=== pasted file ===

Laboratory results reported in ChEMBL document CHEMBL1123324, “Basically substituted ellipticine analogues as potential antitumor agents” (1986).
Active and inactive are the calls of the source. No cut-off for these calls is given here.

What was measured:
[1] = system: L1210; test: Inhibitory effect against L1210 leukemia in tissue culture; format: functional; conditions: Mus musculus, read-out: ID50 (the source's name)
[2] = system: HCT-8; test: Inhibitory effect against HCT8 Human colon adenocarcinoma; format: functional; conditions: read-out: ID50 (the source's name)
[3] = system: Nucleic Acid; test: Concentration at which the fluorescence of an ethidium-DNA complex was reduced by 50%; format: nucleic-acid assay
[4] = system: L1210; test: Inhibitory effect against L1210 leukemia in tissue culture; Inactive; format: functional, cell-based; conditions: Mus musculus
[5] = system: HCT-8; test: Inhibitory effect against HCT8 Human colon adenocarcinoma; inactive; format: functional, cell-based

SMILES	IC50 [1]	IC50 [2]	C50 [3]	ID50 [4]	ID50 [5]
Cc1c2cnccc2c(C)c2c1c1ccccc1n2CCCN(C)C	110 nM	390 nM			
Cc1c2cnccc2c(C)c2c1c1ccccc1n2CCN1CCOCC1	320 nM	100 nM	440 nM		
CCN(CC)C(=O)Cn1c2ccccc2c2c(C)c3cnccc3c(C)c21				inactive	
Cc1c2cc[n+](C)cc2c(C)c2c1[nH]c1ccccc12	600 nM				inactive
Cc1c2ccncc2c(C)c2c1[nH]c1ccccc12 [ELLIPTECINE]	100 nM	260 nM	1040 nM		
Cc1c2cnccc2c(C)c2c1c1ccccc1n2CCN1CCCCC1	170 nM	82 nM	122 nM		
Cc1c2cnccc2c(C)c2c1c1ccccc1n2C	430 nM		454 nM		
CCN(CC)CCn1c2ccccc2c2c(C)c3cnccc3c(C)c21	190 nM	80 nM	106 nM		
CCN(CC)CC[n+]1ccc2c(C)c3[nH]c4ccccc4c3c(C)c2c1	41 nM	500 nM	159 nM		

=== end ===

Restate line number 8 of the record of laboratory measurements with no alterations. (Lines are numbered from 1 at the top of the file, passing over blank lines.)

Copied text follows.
[5] = system: HCT-8; test: Inhibitory effect against HCT8 Human colon adenocarcinoma; inactive; format: functional, cell-based